Startup StorOne this week officially launched its TRU multiprotocol software, which its founder claims will improve...
the efficiency of storage systems.
The Israel-based newcomer spent six years developing Total Resource Utilization (TRU) software with the goal of eliminating bottlenecks caused by software that cannot keep up with faster storage media and network connectivity.
StorOne developers collapsed the storage stack into a single layer that is designed to support block (Fibre Channel and iSCSI), file (NFS, SMB and CIFS) and object (Amazon Simple Storage Service) protocols on the same drives. The company claims to support enterprise storage features such as unlimited snapshots per volume, with no adverse impact to performance.
TRU software is designed to run on commodity hardware and support hard disk drives; faster solid-state drives (SSDs); and higher performance, latency-lowering NVMe-based PCI Express SSDs on the same server. The software installs either as a virtual machine or a physical server.
StorOne CEO and founder Gal Naor said the TRU software-defined storage fits use cases ranging from high-performance databases to low-performance workloads, such as backup and data archiving.
'Dramatically less resources'
"We need dramatically less resources to achieve better results. Results are the key here," said Naor, whose experience in storage efficiency goes back to his founding of real-time compression specialist Storwize, which IBM acquired in 2010.
StorOne CTO Raz Gordon said storage software has failed to keep up with the speed of today's drives and storage networks.
"We understood that the software is the real bottleneck today of storage systems. It's not the drives. It's not the connectivity," said Gordon, who was the leading force behind the Galileo networking technology that Marvell bought in 2001.
The StorOne leaders are sparse on details so far about the product's architecture and enterprise capabilities, beyond unlimited storage snapshots.
Marc Staimer, senior analyst at Dragon Slayer Consulting, said StorOne's competition would include any software-defined storage products that support block and file protocols, hyper-converged systems, and traditional unified storage systems.
"It's a crowded field, but they're the only ones attacking the efficiency issue today," Staimer said.
"Because of TRU's storage efficiency, it gets more performance out of fewer resources. Less hardware equals lowers costs for the storage system, supporting infrastructure, personnel, management, power and cooling, etc.," Staimer added. "With unlimited budget, I can get unlimited performance. But nobody has unlimited budgets today."
Collapsed storage stack
The StorOne executives said they rebuilt the storage software with new algorithms to address bottlenecks. They claim StorOne's collapsed storage stack enables the fully rated IOPS and throughput of the latest high-performance SSDs at wire speed.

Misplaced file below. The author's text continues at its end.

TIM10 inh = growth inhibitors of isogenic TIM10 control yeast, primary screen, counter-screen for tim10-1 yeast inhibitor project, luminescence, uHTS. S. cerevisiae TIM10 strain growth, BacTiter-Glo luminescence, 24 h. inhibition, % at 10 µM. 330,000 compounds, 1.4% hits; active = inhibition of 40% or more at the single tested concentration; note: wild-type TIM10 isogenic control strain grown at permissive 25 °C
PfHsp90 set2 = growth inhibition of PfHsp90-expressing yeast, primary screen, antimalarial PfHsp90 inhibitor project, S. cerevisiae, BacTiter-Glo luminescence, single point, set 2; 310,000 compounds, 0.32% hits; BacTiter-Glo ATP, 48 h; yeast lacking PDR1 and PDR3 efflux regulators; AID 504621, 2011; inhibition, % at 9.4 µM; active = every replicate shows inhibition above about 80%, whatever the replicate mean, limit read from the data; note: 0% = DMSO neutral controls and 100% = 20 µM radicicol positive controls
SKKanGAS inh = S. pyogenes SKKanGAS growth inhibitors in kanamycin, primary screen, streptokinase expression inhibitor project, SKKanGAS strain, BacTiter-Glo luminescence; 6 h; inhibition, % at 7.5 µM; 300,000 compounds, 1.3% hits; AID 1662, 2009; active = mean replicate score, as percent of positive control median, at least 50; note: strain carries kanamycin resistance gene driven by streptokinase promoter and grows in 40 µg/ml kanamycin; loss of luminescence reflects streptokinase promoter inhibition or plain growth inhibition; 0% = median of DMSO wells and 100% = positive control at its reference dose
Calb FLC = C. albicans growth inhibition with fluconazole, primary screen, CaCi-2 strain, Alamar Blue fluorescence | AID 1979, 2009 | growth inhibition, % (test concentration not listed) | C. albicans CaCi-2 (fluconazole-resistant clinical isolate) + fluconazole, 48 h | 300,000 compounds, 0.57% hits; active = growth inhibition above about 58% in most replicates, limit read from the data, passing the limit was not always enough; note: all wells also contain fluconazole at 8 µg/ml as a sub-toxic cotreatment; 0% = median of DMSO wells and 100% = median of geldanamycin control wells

"The bottom line is the efficiency of the system that results in great savings to our customers," Gordon said. "You end up with much less hardware and much greater performance."
StorOne claimed a single TRU virtual appliance with four SSDs could deliver the performance of a midrange storage system, and an appliance with four NVMe-based PCIe SSDs could achieve the performance and low latency of a high-end storage system. The StorOne system can scale up to 18 GBps of throughput and 4 million IOPS with servers equipped with NVMe-based SSDs, according to Naor. He said the maximum capacity for the TRU system is 15 PB, but he provided no details on the server or drive hardware.
"It's the same software that can be high-performance and high-capacity," Naor said. "You can install it as an all-flash array. You can install it as a hybrid. And you're getting unlimited snapshots."
Naor said customers could choose the level of disk redundancy to protect data on a volume basis. Users can mix and match different types of drives, and there are no RAID restrictions, he said.
Pricing for the StorOne TRU software is based on physical storage consumption through a subscription license. A performance-focused installation of 150 TB would cost 1 cent per gigabyte, whereas a capacity-oriented deployment of 1 PB would be $0.0006 per gigabyte, according to the company. StorOne said pricing could drop to $0.002 per gigabyte with multi-petabyte installations. The TRU software license includes support for all storage protocols and features.
StorOne has an Early Adopters Program in which it supplies free on-site hardware of up to 1 PB.
StorOne is based in Tel Aviv and also has offices in Dallas, New York and Singapore. Investors include Seagate and venture capital firms Giza and Vaizra. StorOne's board of directors includes current Microsoft chairman and former Symantec and Virtual Instruments CEO John Thompson, as well as Ed Zander, former Motorola CEO and Sun Microsystems president.